It's inevitable. At some point your cosmetic laser or IPL will go on the fritz. Then what?
About half of the people I speak to every day are medical spa owners. The nature of my job pretty much implies that most people calling me are in some type of situation they would consider an emergency. Most have just one cosmetic laser or IPL, a schedule full of customers, and no time. A week of searching for a repair company or technician can put a medical spa in a very bad situation. Unexpected service expenses are not so... they should be expected, but they are ignored.
How does one prepare for such unforeseen expenses as the need for a laser cavity rebuild, a power supply repair, or laser rod resurface- all repairs that can result in at least a week of downtime? This problem can best be remedied at the time of purchase, but most of you are far beyond this point. There are few options, but there are options.
The very best option in contingency planning for unexpected repairs is to warranty your devices. This is best done when purchasing your new or used laser- new lasers should come with a minimum 12 month warranty, and you should never purchase a used laser from a company that cannot offer at least a 6 month warranty after purchase. Many dealers and third party service companies now offer warranties on a wide variety of laser makes and models, but to know who offers what you may have to ask around. Some of these third party warranties offer more for the money than the original equipment manufacturer warranty, but come with the caveat that there are parts that may not be readily available at all times.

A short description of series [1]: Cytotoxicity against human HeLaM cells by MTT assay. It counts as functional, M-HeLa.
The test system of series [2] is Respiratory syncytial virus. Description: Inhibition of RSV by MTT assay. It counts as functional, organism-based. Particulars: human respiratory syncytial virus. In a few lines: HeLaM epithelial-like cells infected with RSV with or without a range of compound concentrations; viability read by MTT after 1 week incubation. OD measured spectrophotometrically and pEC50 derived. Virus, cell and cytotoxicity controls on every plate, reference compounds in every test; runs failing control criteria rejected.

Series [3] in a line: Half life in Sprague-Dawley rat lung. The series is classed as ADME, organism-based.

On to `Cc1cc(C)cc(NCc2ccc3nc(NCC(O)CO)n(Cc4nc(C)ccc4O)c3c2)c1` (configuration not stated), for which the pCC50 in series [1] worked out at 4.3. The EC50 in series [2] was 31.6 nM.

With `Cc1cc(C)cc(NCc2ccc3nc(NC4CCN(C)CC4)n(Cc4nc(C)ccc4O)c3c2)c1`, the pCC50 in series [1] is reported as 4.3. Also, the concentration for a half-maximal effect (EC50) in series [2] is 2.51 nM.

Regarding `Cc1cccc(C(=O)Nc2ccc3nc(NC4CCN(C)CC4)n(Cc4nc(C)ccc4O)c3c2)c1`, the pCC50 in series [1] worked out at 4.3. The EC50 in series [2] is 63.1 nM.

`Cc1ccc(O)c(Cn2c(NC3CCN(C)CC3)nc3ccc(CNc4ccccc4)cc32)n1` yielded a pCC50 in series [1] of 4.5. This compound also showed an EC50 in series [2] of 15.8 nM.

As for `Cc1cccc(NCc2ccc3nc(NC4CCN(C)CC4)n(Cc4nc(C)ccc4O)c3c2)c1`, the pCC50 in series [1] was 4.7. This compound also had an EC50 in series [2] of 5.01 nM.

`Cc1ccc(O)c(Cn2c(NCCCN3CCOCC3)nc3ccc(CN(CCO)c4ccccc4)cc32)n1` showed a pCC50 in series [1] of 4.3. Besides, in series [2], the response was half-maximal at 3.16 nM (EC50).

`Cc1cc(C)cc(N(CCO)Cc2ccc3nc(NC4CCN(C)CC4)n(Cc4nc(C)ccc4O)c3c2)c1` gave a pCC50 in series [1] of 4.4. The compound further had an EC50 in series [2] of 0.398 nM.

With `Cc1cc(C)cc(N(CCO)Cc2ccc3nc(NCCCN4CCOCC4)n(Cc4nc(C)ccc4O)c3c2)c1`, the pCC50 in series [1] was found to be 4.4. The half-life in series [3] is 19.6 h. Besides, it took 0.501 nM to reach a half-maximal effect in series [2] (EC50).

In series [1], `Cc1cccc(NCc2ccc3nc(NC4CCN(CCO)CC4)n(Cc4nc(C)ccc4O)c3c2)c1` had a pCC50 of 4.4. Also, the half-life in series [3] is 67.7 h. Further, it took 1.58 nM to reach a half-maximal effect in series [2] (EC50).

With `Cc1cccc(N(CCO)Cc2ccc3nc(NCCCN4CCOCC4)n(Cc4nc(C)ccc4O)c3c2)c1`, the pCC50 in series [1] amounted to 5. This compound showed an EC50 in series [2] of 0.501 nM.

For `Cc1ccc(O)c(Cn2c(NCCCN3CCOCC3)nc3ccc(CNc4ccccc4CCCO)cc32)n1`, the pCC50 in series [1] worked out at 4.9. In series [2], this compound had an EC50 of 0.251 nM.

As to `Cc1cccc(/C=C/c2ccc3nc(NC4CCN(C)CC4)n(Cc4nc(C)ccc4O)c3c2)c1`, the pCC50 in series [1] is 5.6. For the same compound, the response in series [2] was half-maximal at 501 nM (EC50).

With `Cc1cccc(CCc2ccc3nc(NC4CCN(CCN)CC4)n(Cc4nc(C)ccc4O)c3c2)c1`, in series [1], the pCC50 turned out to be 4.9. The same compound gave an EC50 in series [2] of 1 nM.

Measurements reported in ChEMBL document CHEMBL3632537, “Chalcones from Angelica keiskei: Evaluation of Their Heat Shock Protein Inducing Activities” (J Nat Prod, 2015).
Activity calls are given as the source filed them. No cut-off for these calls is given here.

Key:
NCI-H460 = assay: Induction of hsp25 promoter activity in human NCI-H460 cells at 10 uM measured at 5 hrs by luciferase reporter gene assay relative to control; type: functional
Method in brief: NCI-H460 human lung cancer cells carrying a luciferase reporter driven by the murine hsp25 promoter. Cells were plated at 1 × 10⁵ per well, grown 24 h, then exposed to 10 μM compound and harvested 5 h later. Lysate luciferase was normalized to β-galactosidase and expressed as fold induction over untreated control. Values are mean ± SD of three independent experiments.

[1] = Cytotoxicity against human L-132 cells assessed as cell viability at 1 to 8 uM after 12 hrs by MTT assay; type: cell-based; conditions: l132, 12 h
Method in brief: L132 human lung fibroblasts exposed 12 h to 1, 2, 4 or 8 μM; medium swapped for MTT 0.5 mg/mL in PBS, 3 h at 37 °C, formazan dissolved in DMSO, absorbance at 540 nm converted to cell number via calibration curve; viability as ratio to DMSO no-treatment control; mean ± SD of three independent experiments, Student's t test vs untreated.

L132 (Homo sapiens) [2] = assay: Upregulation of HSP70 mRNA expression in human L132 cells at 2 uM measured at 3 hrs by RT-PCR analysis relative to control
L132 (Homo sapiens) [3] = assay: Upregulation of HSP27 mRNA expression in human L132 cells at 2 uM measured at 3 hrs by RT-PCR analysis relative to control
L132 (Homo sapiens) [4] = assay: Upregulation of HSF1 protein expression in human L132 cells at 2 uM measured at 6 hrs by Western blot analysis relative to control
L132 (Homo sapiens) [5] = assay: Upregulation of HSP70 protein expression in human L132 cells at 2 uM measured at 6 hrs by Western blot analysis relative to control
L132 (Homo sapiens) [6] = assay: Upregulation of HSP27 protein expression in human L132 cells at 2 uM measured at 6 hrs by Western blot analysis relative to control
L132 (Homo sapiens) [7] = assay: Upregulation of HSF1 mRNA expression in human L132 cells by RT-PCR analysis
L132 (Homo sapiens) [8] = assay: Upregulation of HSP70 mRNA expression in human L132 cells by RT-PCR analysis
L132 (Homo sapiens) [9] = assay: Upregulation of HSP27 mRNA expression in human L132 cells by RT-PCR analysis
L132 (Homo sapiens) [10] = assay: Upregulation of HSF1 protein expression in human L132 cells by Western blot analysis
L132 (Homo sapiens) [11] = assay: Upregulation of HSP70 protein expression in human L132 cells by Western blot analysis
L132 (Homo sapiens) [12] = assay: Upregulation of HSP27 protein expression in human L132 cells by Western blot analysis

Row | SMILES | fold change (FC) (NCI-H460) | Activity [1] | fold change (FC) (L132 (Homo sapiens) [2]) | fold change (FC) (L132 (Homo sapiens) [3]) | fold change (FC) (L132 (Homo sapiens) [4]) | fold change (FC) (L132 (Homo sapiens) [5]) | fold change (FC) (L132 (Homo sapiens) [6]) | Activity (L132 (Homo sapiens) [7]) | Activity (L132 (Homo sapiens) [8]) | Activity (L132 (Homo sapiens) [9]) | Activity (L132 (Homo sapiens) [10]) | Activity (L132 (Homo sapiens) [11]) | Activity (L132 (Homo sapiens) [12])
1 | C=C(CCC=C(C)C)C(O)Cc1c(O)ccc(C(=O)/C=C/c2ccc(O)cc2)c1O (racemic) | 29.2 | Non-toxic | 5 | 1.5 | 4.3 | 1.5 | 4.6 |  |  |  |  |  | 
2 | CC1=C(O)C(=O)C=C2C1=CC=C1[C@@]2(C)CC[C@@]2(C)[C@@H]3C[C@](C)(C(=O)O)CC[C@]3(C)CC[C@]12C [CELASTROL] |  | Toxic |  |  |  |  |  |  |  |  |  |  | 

Another option to consider, even if you have a warranty, is a backup unit or rental. If you can only afford one laser, teaming up with local colleagues is one way to alleviate this problem. If you have a Cutera Xeo, for example, you can seek out colleagues in your area who also use the Cutera Xeo and together purchase a standby unit that is only used in case of emergencies. You might also ask your warranty company if they are capable of providing loaner units while yours is in repair.
The third option to consider is leasing your unit. Under a lease, you are not directly responsible for all the maintenance. In case of emergency, the leasing company should be able to provide a loaner or temporary unit. I am not referring to a lease as in taking out a loan from a bank to pay for what will be your laser- I mean leasing the laser from an owner who will handle all the maintenance should anything go wrong. These kinds of arrangements do include clauses where you may be responsible for negligence, equipment abuse, and misuse, but most lasers fail because of normal wear and tear.
Of course, none of these options will alleviate every emergency situation. The best course of action may be a combination of these options, or all three. Even though there is no catch all, HAVING a plan, or at least being aware of the possibility of an unforeseen expense is more than ignoring the possibility in it's entirety.
Have a question? Please leave a comment.